The Labour Party and the Politics of War and Peace, 1900-1924

The Labour Party and the Politics of War and Peace, 1900-1924

Paul Bridgen

A fresh investigation of the Labour party's foreign policy in her formative years, radically revising previous interpretations.
This rich analytical account of the Labour party's foreign policy between the party's formation and the fall of the first Labour government in 1924 demonstrates that the party's policy development during this period was far more sophisticated than has previously been considered. The party was neither merely the ideological cipher for ex-Liberals in the Union of Democratic Control; nor did it enter government devoid of policy ideas. Rather, as the author shows, the party sought consistently to construct and eventually to implement a genuinely radical foreign policy. This involved significant input from the wider labour movement, and was also influenced at important moments by contacts with the international socialist movement. Rejecting doctrinally rigid approaches to Labour policy development, the author demonstrates that many ideological currents flowed through the early Labour party, and, crucially, that one of the strongest traditions influencing the formation of the party's post-war foreign policy objectives was Gladstonian internationalism, rather than the anti-war Cobdenite radicalism of the UDC and its allies. Before the war, Labour is shown to have been actively engaged in attempts by progressives to establish ideological links between socialism, radicalism and liberalism in ways appealing to the new mass electorate. Thereafter, it built on these traditions to help consolidate its claim to be the legitimate heir to nineteenth-radical traditions in foreign policy.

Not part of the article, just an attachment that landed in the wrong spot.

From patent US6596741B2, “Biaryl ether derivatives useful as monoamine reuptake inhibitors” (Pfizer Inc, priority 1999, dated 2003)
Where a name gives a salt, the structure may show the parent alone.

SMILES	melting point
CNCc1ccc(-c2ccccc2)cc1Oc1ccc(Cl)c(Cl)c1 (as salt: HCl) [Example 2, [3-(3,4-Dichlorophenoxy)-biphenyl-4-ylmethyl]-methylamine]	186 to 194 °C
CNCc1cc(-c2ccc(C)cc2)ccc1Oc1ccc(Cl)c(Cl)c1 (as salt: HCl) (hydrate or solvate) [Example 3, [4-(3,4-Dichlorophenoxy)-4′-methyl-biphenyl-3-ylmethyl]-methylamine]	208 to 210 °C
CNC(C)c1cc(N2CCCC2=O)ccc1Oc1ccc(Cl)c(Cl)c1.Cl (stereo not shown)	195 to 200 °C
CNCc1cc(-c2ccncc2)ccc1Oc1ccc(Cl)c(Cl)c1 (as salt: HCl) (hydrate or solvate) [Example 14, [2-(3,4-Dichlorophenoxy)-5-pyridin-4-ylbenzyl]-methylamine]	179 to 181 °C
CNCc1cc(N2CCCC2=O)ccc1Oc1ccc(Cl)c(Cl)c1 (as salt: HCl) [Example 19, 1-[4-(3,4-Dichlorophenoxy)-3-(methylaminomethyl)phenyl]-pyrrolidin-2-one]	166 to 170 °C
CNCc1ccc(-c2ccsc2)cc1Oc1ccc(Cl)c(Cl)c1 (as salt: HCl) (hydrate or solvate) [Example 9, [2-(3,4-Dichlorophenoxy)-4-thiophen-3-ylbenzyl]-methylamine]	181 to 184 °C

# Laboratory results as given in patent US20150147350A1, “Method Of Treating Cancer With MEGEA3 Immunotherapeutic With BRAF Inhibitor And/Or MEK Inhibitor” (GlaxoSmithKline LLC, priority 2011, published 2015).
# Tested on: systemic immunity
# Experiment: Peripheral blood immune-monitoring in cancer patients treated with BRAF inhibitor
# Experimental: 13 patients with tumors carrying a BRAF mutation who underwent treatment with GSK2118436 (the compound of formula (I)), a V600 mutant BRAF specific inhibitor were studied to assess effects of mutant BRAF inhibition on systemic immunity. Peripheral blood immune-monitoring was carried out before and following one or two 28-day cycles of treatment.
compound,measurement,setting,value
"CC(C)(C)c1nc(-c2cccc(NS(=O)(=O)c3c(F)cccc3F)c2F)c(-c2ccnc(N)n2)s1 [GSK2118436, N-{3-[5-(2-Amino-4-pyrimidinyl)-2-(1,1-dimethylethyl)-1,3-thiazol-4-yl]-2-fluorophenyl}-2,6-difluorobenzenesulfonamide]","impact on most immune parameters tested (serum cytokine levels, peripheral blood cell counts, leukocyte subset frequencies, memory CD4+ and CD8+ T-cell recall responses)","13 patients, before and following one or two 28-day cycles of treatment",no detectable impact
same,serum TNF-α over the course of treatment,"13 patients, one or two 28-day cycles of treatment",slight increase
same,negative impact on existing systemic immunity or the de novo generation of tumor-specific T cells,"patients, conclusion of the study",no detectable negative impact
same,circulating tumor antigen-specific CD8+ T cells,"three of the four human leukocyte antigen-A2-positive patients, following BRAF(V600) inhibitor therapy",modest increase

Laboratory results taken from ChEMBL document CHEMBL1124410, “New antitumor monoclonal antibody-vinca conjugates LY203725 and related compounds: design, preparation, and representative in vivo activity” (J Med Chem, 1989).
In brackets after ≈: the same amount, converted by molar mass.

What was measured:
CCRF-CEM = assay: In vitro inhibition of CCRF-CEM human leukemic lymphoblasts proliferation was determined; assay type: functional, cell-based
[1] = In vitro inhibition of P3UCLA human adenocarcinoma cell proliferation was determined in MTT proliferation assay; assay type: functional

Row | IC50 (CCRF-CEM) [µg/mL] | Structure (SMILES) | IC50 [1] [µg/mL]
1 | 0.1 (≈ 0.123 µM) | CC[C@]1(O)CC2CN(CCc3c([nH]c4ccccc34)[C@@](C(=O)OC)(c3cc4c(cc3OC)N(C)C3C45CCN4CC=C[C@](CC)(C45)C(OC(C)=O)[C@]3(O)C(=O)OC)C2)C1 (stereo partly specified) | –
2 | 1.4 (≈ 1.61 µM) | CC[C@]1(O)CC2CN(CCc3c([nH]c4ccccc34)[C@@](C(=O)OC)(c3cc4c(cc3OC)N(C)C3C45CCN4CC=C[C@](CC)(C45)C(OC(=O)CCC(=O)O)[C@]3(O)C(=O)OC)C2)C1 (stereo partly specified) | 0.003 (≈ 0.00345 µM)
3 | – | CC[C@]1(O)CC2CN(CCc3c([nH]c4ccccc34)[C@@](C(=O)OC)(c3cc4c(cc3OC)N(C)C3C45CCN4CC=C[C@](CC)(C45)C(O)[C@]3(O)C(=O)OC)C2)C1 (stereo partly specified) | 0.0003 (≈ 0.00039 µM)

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Table of Contents

Re-thinking the Labour party's approach to foreign policy, 1900-1924
Labour and international affairs before the First World War
Labour and the outbreak of war, August-October 1914
Thinking about international affairs, 1914-1918
The politics of the 1917 memorandum on war aims
Labour and the peace, 1918-1921
The co-ordination of Labour's approach to foreign affairs, 1921
Labour and European reconstruction, 1921-1924
Labour and European security, 1921-1924


Very well written and extremely readable. [...] Bridgen has shed new light on this period of Labour history. [His] book would be a most worthy addition for any Labour party historian or foreign policy expert. POLITICAL STUDIES REVIEW

A detailed study whose great strength is to emphasize complexity in the face of the established literature. TWENTIETH CENTURY BRITISH HISTORY

[Bridgen] presents his argument convincingly in what is an impressive piece of research. [He] provides strong supportive evidence for his views and presents them with impeccable clarity and detail. It is a book to be strongly recommended to those interested in both British foreign policy and Labour Party history. HISTORY

Author Bio

School of Social Sciences, University of Southampton

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